The UK is facing a shortage of criminal duty solicitors, as the sector faces a chronic recruitment crisis, the Law Society has warned.
Any individual arrested in the UK has the right to seek advice from a duty solicitor, free of charge.
However, the number of duty solicitors working in Britain dropped 7 per cent between 2018 and 2021, according to figures from the Law Society.
The drop in the number of criminal duty solicitors comes amid a sharp drop in the number of young people taking up jobs as duty solicitors, the Law Society figures show.
Strikingly, just 4 per cent of duty solicitors were aged 35 and under, while almost a quarter are older than 50, the figures show.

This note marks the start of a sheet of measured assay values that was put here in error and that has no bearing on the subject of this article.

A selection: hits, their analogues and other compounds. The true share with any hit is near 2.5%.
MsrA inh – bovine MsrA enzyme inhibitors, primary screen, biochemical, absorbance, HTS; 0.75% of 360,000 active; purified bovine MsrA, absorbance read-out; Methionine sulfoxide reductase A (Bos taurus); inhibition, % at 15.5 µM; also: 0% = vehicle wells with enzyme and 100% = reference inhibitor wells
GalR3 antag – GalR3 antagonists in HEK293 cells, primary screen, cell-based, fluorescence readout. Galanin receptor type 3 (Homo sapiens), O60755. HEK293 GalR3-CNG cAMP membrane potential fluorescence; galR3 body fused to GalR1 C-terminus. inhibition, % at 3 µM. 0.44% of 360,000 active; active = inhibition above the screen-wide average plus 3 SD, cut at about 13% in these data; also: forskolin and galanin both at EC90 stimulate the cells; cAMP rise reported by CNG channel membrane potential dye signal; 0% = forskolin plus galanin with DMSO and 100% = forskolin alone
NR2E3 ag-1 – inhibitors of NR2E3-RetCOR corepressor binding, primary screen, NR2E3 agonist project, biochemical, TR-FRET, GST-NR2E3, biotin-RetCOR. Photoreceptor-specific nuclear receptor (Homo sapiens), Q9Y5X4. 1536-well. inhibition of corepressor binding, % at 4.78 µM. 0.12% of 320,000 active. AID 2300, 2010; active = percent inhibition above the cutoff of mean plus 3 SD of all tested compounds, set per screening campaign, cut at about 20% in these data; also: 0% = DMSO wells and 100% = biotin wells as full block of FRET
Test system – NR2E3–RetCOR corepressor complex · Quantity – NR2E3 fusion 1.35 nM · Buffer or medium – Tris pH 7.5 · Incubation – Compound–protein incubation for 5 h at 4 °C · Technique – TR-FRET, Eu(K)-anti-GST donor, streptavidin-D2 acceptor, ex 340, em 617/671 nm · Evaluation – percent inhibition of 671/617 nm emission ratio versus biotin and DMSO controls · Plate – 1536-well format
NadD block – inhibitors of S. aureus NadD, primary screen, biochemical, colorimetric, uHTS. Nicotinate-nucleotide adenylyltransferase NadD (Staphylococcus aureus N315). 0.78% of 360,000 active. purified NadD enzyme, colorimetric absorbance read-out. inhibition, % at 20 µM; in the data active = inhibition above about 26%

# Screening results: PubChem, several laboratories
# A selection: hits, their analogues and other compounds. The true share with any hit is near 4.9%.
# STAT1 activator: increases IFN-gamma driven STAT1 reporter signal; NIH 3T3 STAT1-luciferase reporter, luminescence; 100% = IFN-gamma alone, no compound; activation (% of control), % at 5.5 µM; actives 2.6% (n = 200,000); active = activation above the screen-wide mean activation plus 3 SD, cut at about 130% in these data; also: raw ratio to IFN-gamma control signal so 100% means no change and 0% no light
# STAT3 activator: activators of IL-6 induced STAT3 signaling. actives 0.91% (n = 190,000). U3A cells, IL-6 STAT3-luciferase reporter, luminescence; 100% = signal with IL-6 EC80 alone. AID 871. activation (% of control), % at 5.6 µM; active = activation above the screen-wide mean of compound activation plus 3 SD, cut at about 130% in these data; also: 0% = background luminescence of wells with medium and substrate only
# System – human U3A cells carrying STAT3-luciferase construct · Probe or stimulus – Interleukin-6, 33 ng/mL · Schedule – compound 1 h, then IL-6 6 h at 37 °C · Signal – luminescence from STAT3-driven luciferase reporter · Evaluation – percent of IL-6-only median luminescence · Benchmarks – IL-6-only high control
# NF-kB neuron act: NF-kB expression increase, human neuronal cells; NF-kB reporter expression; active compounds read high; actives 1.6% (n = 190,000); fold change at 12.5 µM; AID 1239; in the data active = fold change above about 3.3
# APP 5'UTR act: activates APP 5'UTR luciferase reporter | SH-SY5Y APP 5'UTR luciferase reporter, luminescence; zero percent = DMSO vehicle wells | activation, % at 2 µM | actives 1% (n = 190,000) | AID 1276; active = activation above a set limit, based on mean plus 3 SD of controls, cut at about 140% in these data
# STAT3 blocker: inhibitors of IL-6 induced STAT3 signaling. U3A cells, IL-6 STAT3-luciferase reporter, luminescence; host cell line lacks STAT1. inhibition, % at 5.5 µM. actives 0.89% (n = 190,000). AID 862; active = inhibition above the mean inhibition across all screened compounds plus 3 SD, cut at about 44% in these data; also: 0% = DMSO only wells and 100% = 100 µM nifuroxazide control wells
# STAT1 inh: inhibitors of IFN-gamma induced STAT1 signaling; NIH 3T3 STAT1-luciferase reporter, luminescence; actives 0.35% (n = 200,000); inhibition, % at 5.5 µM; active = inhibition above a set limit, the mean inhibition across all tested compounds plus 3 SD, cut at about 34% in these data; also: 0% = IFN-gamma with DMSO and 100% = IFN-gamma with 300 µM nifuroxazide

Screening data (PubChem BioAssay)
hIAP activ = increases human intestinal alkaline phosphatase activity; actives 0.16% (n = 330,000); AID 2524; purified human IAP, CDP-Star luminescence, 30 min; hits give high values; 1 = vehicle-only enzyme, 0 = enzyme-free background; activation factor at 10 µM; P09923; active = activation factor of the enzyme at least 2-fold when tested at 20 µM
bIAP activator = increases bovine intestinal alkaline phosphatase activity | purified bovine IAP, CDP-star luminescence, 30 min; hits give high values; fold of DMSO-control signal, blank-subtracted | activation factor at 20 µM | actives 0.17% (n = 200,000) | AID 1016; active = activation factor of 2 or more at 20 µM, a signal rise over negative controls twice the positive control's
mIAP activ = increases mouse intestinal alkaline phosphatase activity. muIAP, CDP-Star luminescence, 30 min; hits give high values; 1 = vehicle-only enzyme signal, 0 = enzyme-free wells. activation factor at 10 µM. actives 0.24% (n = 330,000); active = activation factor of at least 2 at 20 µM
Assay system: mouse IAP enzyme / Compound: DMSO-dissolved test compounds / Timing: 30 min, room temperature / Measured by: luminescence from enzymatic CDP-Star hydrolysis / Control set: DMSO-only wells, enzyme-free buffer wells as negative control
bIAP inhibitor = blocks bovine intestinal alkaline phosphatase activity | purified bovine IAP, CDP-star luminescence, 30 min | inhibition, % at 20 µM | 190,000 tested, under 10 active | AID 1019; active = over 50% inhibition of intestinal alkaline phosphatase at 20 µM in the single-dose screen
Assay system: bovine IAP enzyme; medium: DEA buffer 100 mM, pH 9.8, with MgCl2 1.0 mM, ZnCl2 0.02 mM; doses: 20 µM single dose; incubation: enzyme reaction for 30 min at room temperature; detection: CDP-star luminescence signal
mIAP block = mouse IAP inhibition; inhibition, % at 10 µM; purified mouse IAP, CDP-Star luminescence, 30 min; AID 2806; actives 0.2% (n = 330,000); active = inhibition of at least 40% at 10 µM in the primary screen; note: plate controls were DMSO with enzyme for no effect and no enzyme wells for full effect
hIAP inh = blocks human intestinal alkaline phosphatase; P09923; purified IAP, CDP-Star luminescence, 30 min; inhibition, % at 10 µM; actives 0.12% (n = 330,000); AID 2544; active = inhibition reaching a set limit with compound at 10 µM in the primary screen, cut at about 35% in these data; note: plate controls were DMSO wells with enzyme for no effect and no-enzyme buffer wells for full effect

Meanwhile, the number of duty solicitors aged 35 and under plummeted by almost 35 per cent between 2018 and 2021.
The shift in demographics has seen the average of duty solicitors as a group increase from 47 in 2018, to 49 last year.
The aging profile of the UK’s duty solicitors comes as the government has failed to raise legal aid fees paid out to criminal duty solicitors for more than two decades.
The government’s decision not to increase fees for duty solicitors since 1998 has seen the number of law firms with criminal aid lawyers on their books drop 35 per cent, from 1,652 in 2012 to 1,067 today.
I. Stephanie Boyce, president of the Law Society of England and Wales, said: “Each lost firm means fewer practitioners to respond to an ever-growing number of cases and ensure timely access to justice for victims and defendants.”